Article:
Habitat initially estimated that the 1,250- to-1,500-square-foot houses would sell for an average $138,837 each.
The median price of new homes sold by private builders in Stanislaus County last month was $155,000.
Habitat would provide zero-interest mortgages to those who buy its homes, and Habitat would get to keep all proceeds from mortgage repayments.
The U.S. Census Bureau determined that more than 7.8 percent of Modesto's housing units were vacant in 2010.
Home buyers could resell the Habitat houses, but during the next 20 years they would have to be priced to remain affordable to those earning up to 120 percent of the city's median income.
Selling homes in Sportsmen Estates became virtually impossible for private builders after Modesto's housing market collapsed.
Lots sold below value
An investment and construction group, called Tuleburg Properties LLC, tried and failed to make a go of it after buying the land in 2006 from the neighboring Sportsmen of Stanislaus athletic club.
"We bought the property at the absolute top of the market," said John Anderson, one of the subdivision's owners. "It was an investment that didn't pan out. It was a sign of the economy."
Anderson said he and his partners have not been foreclosed on, but they lost millions on the project. They spent "well over $100,000 per lot" developing the subdivision, but Anderson said they are willing to sell the lots to Habitat for $15,000 each.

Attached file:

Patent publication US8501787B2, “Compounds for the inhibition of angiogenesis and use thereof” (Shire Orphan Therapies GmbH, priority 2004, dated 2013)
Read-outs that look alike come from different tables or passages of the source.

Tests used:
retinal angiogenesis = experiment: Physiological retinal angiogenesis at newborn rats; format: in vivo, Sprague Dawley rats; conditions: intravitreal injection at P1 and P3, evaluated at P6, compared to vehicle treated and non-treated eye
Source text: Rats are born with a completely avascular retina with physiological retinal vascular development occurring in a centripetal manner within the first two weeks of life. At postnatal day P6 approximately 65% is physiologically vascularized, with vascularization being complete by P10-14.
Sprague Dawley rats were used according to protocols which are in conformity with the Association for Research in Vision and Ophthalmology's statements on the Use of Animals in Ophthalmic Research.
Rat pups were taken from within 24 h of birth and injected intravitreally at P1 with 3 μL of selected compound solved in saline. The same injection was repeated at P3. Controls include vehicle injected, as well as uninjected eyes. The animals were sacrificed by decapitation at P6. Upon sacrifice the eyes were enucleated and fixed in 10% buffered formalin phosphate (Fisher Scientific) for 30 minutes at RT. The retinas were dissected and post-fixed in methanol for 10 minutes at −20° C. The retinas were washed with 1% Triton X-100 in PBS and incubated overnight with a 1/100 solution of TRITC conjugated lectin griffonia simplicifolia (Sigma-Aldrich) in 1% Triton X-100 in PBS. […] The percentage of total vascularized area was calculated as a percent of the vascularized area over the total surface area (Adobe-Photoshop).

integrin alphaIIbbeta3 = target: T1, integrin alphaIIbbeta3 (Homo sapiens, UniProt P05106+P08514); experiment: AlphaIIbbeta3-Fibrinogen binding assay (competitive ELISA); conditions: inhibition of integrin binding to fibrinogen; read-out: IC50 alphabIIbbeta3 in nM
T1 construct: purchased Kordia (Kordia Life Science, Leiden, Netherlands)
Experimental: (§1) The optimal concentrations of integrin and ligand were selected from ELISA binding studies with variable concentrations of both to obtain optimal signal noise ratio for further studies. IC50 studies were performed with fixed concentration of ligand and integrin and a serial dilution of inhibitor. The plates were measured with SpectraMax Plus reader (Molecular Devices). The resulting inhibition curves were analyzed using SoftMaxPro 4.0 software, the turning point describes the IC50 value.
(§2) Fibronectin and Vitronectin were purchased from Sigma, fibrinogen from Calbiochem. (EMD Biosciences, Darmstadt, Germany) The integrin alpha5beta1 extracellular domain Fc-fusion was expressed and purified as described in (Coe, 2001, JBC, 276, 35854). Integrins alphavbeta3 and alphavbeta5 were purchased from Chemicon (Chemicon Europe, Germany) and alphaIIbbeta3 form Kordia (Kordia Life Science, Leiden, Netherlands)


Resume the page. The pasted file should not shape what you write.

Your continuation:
In calculating what it needed to buy those lots and cover escrow and closing costs, Habitat's Hellam told The Bee in April that all the nonprofit group needed was $317,000. At the time, she said her agency had enough other money available to build 21 homes there.
How Habitat would spend the $1 million that city officials want to give it instead has not been explained.
Modesto was allocated $2,951,549 in NSP3 funds last year, and it must spend it or return it to the federal treasury by March 2014.
Funds for foreclosures
When the Obama administration originally explained why it needed to spend $1 billion nationwide for NSP3, it said the money would enable local governments "to acquire, redevelop or demolish foreclosed properties."
"We want to make certain that we target these funds to those places with especially high foreclosure activity so we can help turn the tide in our battle against abandonment and blight," U.S. Housing and Urban Development Secretary Shaun Donovan said in announcing the NSP3 grants late in 2010.
How spending $1 million of that money to build new homes on vacant land that has never been foreclosed fits that criteria has not been explained by Modesto's city staff.
In addition to giving the $1 million to Habitat, the city plans to spend $1.56 million to buy and renovate foreclosed or abandoned homes and $100,000 to demolish foreclosed homes.
The city plans to keep 10 percent of the federal grant $295,000 to cover its administrative costs.
If Habitat doesn't spend the $1 million as proposed, Modesto may have to return it and potentially $100,000 of what it planned to spend on city administration to federal coffers.
Bee staff writer J.N. Sbranti can be reached at email@example.com or (209) 578-2196.